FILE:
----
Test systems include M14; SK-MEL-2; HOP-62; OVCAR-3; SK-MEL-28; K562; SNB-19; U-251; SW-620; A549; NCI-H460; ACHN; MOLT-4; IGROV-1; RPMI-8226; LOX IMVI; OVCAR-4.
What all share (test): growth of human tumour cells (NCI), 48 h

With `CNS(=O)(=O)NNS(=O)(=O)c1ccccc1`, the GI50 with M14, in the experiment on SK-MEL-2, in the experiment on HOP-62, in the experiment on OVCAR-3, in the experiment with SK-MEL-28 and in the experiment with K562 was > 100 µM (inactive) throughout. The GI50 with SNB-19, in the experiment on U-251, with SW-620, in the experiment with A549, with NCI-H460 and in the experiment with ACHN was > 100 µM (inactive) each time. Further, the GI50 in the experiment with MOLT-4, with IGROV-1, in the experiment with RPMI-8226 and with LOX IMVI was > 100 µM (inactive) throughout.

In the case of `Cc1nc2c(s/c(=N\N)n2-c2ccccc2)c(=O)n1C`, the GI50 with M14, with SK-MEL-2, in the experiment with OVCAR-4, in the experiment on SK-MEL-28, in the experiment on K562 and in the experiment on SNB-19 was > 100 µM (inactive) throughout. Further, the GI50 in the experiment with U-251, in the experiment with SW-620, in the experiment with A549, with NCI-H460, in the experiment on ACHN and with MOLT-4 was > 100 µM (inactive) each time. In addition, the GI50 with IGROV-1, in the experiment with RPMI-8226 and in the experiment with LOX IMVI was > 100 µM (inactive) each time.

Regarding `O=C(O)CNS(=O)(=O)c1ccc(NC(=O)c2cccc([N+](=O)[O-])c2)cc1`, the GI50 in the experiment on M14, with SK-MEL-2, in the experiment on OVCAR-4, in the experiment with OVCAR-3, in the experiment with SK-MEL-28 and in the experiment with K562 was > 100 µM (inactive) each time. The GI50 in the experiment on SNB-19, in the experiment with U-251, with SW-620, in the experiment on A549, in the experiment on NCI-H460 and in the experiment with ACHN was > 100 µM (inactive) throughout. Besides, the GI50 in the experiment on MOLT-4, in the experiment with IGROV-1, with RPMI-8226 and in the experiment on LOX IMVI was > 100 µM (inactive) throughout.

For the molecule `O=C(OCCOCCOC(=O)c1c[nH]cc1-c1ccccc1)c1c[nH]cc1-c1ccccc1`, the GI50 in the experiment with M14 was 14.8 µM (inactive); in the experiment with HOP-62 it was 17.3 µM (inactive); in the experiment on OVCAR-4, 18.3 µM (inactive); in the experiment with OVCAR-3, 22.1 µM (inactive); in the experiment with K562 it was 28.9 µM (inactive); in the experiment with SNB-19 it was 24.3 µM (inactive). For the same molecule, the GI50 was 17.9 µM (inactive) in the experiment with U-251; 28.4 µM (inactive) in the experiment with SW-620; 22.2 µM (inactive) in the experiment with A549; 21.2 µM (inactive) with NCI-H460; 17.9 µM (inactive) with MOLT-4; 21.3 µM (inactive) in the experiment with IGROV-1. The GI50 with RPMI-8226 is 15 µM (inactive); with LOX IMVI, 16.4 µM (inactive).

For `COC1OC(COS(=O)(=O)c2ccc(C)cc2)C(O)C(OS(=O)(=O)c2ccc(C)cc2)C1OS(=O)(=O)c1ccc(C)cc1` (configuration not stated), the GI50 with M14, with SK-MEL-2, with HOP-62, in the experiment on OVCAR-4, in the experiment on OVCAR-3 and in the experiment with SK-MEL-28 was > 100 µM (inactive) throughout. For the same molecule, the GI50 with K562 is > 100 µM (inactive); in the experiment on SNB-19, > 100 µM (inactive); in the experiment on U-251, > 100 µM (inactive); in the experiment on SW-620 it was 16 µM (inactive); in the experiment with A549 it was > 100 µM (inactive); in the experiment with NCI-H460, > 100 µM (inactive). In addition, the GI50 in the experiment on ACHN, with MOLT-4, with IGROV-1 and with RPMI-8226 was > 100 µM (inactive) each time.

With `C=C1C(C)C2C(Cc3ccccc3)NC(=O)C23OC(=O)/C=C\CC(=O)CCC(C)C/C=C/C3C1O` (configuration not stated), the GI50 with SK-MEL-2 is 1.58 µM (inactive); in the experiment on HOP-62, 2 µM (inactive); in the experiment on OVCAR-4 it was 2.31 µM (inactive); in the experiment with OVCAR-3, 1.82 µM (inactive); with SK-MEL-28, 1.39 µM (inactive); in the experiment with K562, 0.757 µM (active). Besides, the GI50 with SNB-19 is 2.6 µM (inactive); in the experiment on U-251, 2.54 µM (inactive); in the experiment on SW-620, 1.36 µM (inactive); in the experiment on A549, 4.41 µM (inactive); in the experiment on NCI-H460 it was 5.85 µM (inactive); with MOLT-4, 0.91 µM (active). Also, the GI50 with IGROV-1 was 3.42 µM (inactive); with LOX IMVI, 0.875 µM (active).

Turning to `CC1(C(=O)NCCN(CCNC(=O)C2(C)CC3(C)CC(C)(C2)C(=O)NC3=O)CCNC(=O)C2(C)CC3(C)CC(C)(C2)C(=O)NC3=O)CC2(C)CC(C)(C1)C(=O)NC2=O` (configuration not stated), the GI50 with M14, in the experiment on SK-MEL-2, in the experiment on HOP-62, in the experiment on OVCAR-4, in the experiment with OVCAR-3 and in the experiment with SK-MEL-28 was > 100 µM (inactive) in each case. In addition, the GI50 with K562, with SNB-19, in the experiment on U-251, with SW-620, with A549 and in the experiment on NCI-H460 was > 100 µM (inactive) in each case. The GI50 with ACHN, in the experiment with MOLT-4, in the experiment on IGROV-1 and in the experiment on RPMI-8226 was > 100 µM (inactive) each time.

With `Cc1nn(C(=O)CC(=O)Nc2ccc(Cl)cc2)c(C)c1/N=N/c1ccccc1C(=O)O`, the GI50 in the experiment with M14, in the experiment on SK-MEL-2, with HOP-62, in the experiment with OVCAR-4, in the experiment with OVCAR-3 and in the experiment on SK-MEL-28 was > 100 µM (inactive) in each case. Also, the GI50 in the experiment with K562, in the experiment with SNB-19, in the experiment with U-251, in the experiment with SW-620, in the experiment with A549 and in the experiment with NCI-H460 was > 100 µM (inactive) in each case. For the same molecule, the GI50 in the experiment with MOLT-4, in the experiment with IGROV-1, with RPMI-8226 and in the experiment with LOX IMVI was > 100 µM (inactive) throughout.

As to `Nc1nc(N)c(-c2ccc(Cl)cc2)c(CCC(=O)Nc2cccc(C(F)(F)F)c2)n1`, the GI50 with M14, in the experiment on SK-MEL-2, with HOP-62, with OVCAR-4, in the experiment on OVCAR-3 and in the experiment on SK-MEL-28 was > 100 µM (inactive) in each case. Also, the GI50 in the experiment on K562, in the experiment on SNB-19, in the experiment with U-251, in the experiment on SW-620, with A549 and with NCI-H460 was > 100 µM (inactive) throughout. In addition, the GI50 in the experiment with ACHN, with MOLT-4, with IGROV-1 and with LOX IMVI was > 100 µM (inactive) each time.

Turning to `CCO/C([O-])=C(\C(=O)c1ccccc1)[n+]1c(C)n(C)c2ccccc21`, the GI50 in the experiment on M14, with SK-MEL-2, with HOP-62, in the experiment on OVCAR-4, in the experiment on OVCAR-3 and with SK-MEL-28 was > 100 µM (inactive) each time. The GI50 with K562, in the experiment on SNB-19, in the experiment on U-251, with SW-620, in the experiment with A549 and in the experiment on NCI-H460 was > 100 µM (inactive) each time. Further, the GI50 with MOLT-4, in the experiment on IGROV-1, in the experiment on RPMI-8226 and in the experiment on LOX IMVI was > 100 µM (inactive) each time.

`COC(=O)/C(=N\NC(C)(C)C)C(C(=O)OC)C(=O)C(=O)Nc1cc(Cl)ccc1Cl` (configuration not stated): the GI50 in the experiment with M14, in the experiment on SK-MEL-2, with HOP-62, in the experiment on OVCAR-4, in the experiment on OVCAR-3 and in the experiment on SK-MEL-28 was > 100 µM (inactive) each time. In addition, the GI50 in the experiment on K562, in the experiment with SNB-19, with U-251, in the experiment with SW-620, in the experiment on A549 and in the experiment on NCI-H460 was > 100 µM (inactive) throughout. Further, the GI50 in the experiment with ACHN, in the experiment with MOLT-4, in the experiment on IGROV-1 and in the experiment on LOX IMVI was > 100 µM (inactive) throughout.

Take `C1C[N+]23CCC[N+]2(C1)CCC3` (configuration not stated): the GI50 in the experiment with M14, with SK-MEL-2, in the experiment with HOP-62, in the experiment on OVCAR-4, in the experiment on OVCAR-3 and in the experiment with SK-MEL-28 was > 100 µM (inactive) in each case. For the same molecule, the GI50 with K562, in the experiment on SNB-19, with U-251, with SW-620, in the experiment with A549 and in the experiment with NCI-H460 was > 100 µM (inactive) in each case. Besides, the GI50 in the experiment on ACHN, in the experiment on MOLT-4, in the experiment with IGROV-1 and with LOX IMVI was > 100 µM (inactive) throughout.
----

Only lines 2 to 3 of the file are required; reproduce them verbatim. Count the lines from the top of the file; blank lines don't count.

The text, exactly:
What all share (test): growth of human tumour cells (NCI), 48 h

With `CNS(=O)(=O)NNS(=O)(=O)c1ccccc1`, the GI50 with M14, in the experiment on SK-MEL-2, in the experiment on HOP-62, in the experiment on OVCAR-3, in the experiment with SK-MEL-28 and in the experiment with K562 was > 100 µM (inactive) throughout. The GI50 with SNB-19, in the experiment on U-251, with SW-620, in the experiment with A549, with NCI-H460 and in the experiment with ACHN was > 100 µM (inactive) each time. Further, the GI50 in the experiment with MOLT-4, with IGROV-1, in the experiment with RPMI-8226 and with LOX IMVI was > 100 µM (inactive) throughout.